New homes in Tower Hamlets


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Spotlight on Tower Hamlets

Building more new homes than anywhere else in the Capital, Tower Hamlets will soon have the densest population in London. Set to benefit massively when Crossrail arrives in 2018, buying property now in this more-affordable borough could be a wise investment.

The changing face of Tower Hamlets
Nestled between the City of London in the west and Stratford’s Olympic Park in the east, Tower Hamlets is home to the contrasting areas of Canary Wharf, Whitechapel and Bow. Over the past decade, two different regenerative forces have been transforming this borough. The Olympic effect has been spilling over from neighbouring Stratford and the ‘City fringe’ growth area has been relentlessly spreading east.

Since 2009, Tower Hamlets has been averaging 35 decisions on residential planning developments per year, compared to a London-wide average of just nine. And it approves 91% of those applications, which is why it will soon be the densest borough in the Capital.[1] A combination of new homes, improving transport links and great walk-to-work opportunities is making Tower Hamlets a popular destination for buyers and renters.

Aldgate – desirable new homes for walk-to-workers
Over the last few years, apartments in the City’s fringes have been snapped up by buyers keen to live within walking distance of the Square Mile. With the City’s workforce set to grow by 50,000 between now and 2026[2], this demand can only increase. One area taking full advantage of the walk-to-work trend is Aldgate. Since an ambitious regeneration plan was approved in 2007, the area is fast becoming a hub for new mixed-use developments that offer stylish modern living.

No longer deserted after 7pm, Aldgate is set to become home to 2,000 more people by the end of 2018.[3]  With the creation of two new public spaces as part of the nearby Aldgate Project, investment in the area is showing no signs of slowing. A stone’s throw from the City, it’s also close to fashionable neighbourhoods like Shoreditch and Hoxton. And with Whitechapel is just one stop or a mere 10-minute walk away, prices and demand are expected to rise further with the Crossrail effect.

Whitechapel is cheapest in the City fringe – but for how long?
Whitechapel’s fortunes began to improve when the Overground extension arrived in 2010, but it’s Crossrail that’s proving the game-changer. When the new Crossrail interchange opens in Whitechapel in 2018, it will reduce the commute to Canary Wharf to just three minutes and provide direct access to Heathrow in 38 minutes.[4] Since construction of the new Elizabeth line began in 2009, average house prices here have increased by 60%[5], helping to trigger a building boom that will bring many hundreds of new homes to the area.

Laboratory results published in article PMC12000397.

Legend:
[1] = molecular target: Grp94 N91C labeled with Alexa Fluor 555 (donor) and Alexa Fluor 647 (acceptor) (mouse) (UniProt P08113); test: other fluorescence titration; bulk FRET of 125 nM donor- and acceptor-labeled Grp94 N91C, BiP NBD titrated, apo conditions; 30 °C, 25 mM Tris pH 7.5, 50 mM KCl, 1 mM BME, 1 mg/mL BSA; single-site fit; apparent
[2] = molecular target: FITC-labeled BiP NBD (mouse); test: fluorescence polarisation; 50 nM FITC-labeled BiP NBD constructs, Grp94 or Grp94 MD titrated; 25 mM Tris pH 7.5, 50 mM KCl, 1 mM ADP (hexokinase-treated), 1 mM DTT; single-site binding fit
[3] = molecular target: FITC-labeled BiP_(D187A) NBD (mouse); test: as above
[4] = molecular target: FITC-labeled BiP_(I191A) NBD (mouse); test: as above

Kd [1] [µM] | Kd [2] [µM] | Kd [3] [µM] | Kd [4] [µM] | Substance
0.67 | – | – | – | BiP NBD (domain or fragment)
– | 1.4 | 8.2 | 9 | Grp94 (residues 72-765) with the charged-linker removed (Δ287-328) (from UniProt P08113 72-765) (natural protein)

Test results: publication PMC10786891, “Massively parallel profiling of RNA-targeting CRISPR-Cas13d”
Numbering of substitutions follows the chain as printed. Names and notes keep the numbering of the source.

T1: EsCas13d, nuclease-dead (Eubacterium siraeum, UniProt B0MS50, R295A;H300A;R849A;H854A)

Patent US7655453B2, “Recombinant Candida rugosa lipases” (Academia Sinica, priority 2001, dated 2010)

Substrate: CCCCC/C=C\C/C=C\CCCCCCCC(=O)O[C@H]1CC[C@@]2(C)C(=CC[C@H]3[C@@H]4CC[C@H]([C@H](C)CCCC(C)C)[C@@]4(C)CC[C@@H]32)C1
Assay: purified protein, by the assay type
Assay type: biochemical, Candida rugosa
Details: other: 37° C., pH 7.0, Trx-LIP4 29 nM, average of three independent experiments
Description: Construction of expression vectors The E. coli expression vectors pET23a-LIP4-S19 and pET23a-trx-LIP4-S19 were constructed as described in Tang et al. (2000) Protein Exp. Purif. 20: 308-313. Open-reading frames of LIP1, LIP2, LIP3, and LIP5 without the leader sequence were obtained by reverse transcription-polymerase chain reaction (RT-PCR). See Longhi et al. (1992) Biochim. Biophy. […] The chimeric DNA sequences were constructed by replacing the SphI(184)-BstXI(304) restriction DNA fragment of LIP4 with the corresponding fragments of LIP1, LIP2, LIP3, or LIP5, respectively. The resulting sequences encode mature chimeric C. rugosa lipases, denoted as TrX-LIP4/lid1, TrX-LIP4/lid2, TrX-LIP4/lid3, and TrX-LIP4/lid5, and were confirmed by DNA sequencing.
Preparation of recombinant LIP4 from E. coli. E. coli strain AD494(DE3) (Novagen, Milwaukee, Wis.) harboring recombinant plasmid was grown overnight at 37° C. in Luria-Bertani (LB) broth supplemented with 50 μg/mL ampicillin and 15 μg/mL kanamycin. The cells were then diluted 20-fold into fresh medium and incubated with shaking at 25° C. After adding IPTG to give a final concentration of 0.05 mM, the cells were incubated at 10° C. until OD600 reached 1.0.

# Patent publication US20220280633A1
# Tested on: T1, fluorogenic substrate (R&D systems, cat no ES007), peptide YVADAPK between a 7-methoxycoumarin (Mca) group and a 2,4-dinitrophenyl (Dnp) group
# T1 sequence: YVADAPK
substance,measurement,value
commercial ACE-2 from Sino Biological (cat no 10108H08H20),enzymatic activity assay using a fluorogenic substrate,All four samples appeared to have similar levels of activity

A landing spot for successive waves of newcomers, Whitechapel is held in special affection by many Londoners. The latest group to arrive here are young professionals seeking affordable places to live. With many firms now being priced out of Tech City in Shoreditch[6], Whitechapel is a cheap and logical extension to the digital cluster. If the increase of new co-working spaces in the area is anything to go by, this will be London’s next housing hotspot.[7]

Canary Wharf – thousands of sky-high family homes on the way

By 2030, the population of London is set to rise by 1.5 million. The majority of this growth is taking place in the east of the capital[8], and Canary Wharf is at the heart of the expansion. An ambitious building programme has been launched with thousands of new homes on the way. Many of these will be ready in time for the arrival of the first Elizabeth line Crossrail trains in 2018, making the West End just a 14-minute train journey away.[9]

Previously, the only residences here were luxury crash pads for bankers but CanaryWharf is reinventing itself. New high-rise homes are to offer family-size flats, with aerial crèches and playgrounds, new schools and parks nearby. Soon to grace the skyline is a 60-floor apartment block which will house 560 luxury flats, and a 20-acre scheme at Wood Wharf that’s set to create 3,200 homes – a quarter of which will be affordable housing.[10]

As more shops, restaurants and parks have been added to the estate in recent years, and with plenty of exhibitions and festivals are being held here, it’s becoming a more desirable place to live. The addition of Crossrail to existing DLR and Jubilee line services enhance the investment opportunity. For many years, the area has been relatively cheap but property values are rising. Eventually, CanaryWharf is predicted to command the same values as the City, Bankside and the prestigious new Nine Elms development in Battersea.[11]

Current asking prices and rental yields
As of January 2017, the average value of properties in the borough of Tower Hamlets is £527,438. This has seen an increase of 1.92% in the last 12 months and 50.47% in the last five years. For a two-bedroom apartment, the average asking price is £734,479 and the average asking rent is £2,314pcm, which means the gross rental yield is currently 3.80%.[12]

This content is correct as of January 2017